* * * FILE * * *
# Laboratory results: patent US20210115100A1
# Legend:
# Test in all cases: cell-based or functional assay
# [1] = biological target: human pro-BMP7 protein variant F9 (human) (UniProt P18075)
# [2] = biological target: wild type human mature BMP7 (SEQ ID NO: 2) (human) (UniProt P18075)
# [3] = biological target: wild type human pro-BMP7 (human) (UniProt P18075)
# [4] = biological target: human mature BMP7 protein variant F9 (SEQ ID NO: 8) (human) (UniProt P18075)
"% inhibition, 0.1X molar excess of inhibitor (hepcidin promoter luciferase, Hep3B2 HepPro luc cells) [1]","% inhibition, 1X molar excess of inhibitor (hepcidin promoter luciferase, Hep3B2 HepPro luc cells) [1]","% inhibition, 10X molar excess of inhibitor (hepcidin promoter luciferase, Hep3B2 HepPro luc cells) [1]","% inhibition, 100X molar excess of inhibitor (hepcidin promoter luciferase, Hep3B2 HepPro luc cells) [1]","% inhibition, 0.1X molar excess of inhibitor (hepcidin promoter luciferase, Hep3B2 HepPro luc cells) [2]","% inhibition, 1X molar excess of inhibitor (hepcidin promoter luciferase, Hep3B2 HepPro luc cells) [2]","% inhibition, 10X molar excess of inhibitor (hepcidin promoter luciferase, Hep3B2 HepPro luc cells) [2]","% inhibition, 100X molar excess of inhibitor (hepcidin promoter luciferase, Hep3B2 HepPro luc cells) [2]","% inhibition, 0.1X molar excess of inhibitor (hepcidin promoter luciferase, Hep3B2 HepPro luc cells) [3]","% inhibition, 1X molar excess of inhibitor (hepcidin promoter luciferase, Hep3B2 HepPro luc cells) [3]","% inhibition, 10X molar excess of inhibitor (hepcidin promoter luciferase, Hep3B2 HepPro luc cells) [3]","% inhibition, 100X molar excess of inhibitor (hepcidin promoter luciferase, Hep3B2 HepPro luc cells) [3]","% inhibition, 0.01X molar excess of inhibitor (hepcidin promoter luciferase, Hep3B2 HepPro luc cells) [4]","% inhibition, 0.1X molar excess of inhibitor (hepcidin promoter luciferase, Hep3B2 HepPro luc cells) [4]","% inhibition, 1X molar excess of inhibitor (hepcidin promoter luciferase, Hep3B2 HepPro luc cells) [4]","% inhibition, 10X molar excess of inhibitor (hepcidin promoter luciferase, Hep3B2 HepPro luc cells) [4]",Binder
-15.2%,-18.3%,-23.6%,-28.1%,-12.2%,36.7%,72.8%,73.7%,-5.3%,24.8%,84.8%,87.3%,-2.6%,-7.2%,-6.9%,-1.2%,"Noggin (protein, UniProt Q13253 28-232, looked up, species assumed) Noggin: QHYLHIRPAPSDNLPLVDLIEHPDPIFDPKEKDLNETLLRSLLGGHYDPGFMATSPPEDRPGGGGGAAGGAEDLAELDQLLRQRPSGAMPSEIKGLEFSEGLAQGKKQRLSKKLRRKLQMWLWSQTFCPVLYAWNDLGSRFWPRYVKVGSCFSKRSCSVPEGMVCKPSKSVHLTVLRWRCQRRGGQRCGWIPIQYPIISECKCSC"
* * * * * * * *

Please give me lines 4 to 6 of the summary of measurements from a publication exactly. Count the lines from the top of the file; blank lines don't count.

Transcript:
# [1] = biological target: human pro-BMP7 protein variant F9 (human) (UniProt P18075)
# [2] = biological target: wild type human mature BMP7 (SEQ ID NO: 2) (human) (UniProt P18075)
# [3] = biological target: wild type human pro-BMP7 (human) (UniProt P18075)